HMC grew its investments by 10 percent this past year, swelling the total endowment to $39.2 billion. The results, however, still trail those of its Ivy League peers — including Yale’s returns, which grew by 12.3 percent.
Brad R. Balter, a managing partner of Balter Capital Management, said despite Narvekar’s portfolio returns lagging behind other large endowments, it is too early to judge the HMC chief’s performance.
“It trails, but if you’re looking to judge Narv now, it’s a little early. It takes a long time to turn a battleship around. And Harvard is definitely a battleship,” he said.
Balter added that judging the endowment’s performance when the market isn’t growing will be a better indicator of the strength of HMC’s positions.
“When we hit a period when... everything isn’t going up, meaning real estate [and] private equity, which has happened every year for the past eight years, it’s going to be a lot more interesting to see how the endowment performs then, because maybe they are positioned for a less benign environment going forward,” he said. “So, again, it’s early.”
Tim J. Keating ’85, the president of Keating Wealth Management, said the results indicated HMC under Narvekar is “a multi-year work in progress” due to the endowment’s transition away from illiquid assets like real estate and private equity.
“I think the main takeaway is that the transition and simplification that Narv began a year ago is going to be a multi-year work in progress,” he said. “The reason for that is Harvard was very heavily invested in alternatives and lots of illiquid asset classes. And that’s simply going to take time to transition the portfolio.”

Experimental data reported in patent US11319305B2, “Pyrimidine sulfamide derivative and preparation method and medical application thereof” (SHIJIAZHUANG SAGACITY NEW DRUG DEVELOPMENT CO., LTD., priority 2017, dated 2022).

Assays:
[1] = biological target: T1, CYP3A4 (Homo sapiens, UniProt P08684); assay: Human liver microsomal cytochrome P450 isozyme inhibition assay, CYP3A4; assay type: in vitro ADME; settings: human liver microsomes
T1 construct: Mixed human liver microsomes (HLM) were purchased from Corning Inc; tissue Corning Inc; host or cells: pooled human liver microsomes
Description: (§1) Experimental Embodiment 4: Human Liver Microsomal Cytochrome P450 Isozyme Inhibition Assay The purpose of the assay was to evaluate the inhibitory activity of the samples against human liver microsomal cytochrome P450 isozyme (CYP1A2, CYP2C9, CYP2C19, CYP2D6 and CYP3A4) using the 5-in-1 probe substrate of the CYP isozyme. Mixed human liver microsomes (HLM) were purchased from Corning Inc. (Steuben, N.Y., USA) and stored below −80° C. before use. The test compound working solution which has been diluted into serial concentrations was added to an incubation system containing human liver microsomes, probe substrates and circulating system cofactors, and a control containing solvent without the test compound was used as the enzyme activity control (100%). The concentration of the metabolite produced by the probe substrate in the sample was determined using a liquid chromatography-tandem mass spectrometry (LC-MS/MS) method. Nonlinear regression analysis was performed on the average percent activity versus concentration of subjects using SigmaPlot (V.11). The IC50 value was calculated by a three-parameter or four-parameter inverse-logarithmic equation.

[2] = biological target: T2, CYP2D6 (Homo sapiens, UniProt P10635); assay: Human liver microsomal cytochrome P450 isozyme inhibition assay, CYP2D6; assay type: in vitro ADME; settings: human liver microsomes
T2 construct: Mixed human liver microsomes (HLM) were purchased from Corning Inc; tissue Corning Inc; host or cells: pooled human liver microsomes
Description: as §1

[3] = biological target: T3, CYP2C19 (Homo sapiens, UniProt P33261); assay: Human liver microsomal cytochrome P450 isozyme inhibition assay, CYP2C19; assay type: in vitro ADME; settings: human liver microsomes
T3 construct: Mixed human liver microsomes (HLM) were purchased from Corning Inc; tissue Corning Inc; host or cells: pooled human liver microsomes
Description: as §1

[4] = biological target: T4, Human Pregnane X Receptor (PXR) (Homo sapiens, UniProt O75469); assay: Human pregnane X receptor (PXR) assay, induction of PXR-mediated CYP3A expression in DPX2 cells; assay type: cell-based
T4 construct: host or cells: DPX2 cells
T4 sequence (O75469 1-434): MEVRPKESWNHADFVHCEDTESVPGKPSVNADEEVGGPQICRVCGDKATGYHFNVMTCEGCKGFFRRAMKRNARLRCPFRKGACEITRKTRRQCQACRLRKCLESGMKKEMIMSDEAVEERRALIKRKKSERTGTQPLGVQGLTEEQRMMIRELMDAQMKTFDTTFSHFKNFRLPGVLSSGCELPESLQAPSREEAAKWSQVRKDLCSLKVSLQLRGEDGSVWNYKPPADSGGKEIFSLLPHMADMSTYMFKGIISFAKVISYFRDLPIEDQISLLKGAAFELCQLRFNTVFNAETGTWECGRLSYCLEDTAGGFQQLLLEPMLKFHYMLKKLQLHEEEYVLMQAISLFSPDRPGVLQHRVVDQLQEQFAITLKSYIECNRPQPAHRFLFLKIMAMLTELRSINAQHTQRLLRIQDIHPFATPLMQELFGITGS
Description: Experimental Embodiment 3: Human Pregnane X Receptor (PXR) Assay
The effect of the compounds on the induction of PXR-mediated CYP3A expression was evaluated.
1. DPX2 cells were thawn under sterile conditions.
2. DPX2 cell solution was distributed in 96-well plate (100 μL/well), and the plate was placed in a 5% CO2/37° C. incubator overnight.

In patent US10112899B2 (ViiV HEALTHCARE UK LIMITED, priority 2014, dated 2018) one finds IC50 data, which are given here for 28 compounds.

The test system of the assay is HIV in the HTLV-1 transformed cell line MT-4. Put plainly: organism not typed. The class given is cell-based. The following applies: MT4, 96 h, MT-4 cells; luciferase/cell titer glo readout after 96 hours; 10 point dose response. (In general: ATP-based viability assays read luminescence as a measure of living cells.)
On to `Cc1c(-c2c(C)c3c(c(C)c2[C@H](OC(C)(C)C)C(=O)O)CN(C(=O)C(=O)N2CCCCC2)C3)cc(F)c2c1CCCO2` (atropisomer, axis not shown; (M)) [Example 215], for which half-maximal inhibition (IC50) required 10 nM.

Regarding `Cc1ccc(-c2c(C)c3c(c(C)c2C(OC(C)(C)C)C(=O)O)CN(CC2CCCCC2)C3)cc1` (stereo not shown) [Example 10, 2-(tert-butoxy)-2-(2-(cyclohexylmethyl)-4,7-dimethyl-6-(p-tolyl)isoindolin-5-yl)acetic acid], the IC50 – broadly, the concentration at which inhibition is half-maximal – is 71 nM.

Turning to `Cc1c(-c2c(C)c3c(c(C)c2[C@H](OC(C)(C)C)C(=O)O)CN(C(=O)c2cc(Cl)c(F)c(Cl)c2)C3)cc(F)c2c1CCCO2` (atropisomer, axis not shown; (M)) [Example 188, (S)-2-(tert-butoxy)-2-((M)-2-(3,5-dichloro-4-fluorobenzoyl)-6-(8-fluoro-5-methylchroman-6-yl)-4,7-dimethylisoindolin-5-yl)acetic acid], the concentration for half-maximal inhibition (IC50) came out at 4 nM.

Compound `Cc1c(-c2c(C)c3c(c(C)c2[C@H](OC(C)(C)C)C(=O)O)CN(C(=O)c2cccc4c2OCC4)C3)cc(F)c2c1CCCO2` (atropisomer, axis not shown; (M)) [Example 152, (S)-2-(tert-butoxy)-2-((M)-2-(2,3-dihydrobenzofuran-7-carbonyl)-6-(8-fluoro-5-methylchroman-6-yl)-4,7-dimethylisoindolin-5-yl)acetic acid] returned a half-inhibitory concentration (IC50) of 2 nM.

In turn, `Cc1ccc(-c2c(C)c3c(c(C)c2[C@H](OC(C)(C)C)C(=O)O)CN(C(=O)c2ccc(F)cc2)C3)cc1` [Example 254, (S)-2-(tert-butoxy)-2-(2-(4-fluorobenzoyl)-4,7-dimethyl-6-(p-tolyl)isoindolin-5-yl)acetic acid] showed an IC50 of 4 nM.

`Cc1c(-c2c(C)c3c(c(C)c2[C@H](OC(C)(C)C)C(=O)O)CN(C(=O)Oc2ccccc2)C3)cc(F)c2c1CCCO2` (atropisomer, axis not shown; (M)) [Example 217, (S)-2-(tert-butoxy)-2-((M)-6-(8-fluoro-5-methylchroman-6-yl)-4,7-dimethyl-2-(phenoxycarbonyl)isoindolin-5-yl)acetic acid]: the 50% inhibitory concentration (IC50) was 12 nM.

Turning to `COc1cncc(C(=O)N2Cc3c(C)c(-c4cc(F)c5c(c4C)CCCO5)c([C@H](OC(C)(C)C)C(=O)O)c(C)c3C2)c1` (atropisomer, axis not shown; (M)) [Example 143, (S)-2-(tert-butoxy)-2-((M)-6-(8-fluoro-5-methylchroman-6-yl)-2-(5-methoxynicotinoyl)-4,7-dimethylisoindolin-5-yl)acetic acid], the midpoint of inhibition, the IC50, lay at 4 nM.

Keating said he finds HMC’s subpar performance over the last decade more concerning than this year’s returns.
“I think what’s most disturbing is the longer-term results and I’m speaking really of a decade or more,” he said. “That’s really where Harvard has a black eye and there’s lots of reasons for that. But the concern about one year? None, zero. Concern about the last decade? Extremely high.”
Others say that observers will need more information to determine Narvekar's performance.
“He’s certainly doing better than many of the recent predecessors, but you’d like to know more, in particular you want to look at the subcategories, the return on stocks, on bonds, on all the different asset classes. That would give you a much better picture of how much the returns are due to decisions made by Narv and his team,” said David L. Yermack ’85, chair of the Finance Department at New York University Stern and a former managing editor of The Crimson.
“We really would benefit with having more information,” Yermack said.
Charles A. Skorina, the head of a finance executive search firm, said one immediate assessment he can make based on this year’s returns regards Narvekar’s execution relative to his predecessors.
“The significant takeaway for me from this latest Harvard performance release is how much better they are doing relative to the Mendillo era. I think you have to give Narv a lot of credit,” Skorina said, referring to former HMC CEO Jane L. Mendillo.
Since taking over in 2016, Narvekar has tied compensation to overall portfolio performance, cut staff, and sold natural resource investments. Skorina credited this year’s returns to these changes.
“Narv is making hard choices that the prior people were not willing to make,” Skorina said, “He’s been willing to make hard management and investment decisions, and it’s shown in the performance.”
—Staff writer Eli W. Burnes can be reached at email@example.com
—Staff writer Andrew J. Zucker can be reached at firstname.lastname@example.org. Follow him on Twitter @AndrewJZucker.